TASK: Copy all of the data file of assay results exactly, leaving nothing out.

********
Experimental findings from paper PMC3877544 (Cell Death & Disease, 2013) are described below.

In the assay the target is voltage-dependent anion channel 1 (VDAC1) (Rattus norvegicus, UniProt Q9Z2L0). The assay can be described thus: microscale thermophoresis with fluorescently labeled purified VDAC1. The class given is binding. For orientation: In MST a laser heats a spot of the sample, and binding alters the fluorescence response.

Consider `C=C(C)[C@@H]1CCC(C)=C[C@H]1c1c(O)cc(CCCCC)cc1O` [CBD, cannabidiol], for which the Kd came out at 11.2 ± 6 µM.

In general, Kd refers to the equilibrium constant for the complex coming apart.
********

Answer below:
Experimental findings from paper PMC3877544 (Cell Death & Disease, 2013) are described below.

In the assay the target is voltage-dependent anion channel 1 (VDAC1) (Rattus norvegicus, UniProt Q9Z2L0). The assay can be described thus: microscale thermophoresis with fluorescently labeled purified VDAC1. The class given is binding. For orientation: In MST a laser heats a spot of the sample, and binding alters the fluorescence response.

Consider `C=C(C)[C@@H]1CCC(C)=C[C@H]1c1c(O)cc(CCCCC)cc1O` [CBD, cannabidiol], for which the Kd came out at 11.2 ± 6 µM.

In general, Kd refers to the equilibrium constant for the complex coming apart.